The company added an implict slap at other automakers, noting that "many other companies that do not follow this philosophy ... may be a more attractive home for investor capital" but pledging that "Tesla is not going to change."

2014 Tesla Model X all-electric crossover with 'Falcon Doors' open

2014 Tesla Model X all-electric crossover with 'Falcon Doors' open

Latest delay

When it was launched in January 2012, the Tesla Model X was originally projected to start deliveries in December 2013.

By March the next year, that goal was extended to December 2014, in a company filing with financial regulators.

MORE: Tesla Model X Electric Crossover Pushed Back A Year To Late 2014 (Mar 2013)

"Tesla has decided to slightly push back the development and timing of Model X to 2014," the company wrote, leading analysts to question the use of "slightly" for a full-year delay in the Model X schedule.

This past February , CEO Elon Musk hedged further, saying that deliveries would actually start in March 2015.

The company has yet to show a final production version of the car, although at least construction of Beta prototypes indicates continued progress.

But it's clearly a challenge for Tesla, as indicated by Musk's comment on the earnings call that followed release of the shareholder letter: "It's hard to engineer and it's hard to produce."

Elon Musk signs new 2013 Tesla Model S at Tesla Store opening, Austin, Texas [photo: John Griswell]

Elon Musk signs new 2013 Tesla Model S at Tesla Store opening, Austin, Texas [photo: John Griswell]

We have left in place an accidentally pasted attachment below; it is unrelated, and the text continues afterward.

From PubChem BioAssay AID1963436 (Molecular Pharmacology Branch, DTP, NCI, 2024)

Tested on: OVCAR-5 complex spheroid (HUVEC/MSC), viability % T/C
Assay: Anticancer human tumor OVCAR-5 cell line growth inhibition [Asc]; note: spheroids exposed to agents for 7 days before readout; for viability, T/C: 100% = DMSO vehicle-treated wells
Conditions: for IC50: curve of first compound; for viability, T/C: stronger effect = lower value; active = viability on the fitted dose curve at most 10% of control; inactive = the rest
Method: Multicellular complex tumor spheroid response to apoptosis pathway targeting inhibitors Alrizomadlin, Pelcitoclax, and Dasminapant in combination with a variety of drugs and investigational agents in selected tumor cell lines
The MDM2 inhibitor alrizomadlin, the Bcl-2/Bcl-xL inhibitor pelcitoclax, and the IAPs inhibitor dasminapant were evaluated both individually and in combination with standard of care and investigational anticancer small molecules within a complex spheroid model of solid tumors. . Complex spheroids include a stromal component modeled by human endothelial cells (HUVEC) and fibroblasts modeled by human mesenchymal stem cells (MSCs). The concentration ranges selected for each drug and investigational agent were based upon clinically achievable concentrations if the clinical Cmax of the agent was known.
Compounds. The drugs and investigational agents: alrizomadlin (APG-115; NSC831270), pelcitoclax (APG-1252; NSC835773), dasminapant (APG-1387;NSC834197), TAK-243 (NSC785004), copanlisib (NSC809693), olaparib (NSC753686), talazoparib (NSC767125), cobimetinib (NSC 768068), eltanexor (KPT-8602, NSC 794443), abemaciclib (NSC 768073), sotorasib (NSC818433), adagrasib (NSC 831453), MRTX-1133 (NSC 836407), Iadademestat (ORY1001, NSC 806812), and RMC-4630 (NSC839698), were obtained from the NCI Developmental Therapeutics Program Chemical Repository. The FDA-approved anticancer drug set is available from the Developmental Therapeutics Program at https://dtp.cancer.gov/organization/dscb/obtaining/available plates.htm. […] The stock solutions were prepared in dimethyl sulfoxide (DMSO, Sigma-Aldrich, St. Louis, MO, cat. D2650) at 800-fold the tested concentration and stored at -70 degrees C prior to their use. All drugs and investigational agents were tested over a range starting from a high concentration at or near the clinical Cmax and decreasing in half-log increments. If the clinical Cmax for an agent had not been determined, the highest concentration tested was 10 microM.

Musk was very reluctant to provide any projections on Model X production, given that the vehicle may still be subject to further delays.

But, he said, he's confident that demand will be "very high." Musk has previously predicted that the Model X could come to outsell the Model S once both vehicles are in full production.

Reservations rising 'rapidly'

The company said its Model X reservations were "rapidly growing," and it noted that it shut down production in July to retool assembly lines to accommodate higher volumes of Model S and the addition of the new crossover utility vehicle.

Restarting production after that shutdown, the company said, took longer than anticipated due to "system integration issues," resulting in a loss of almost 2,000 units of Model S production during the quarter.

However, Tesla said, it expects to be building "more than 2,000 vehicles per week" by the end of 2015, meaning its annual production will be 100,000 vehicles or higher.

Tesla Model S P85D leaked (Image via Tesla Motors Club)

Tesla Model S P85D leaked (Image via Tesla Motors Club)

It also said it has organized the plant so pre-production Model X bodies can be built on their own body line without affecting Model S production.

And, the company said, it is is "making good progress" toward first cell production at its Nevada Gigafactory by the end of 2016.

_______________________________________________

Follow GreenCarReports on Facebook, Twitter, and Google+.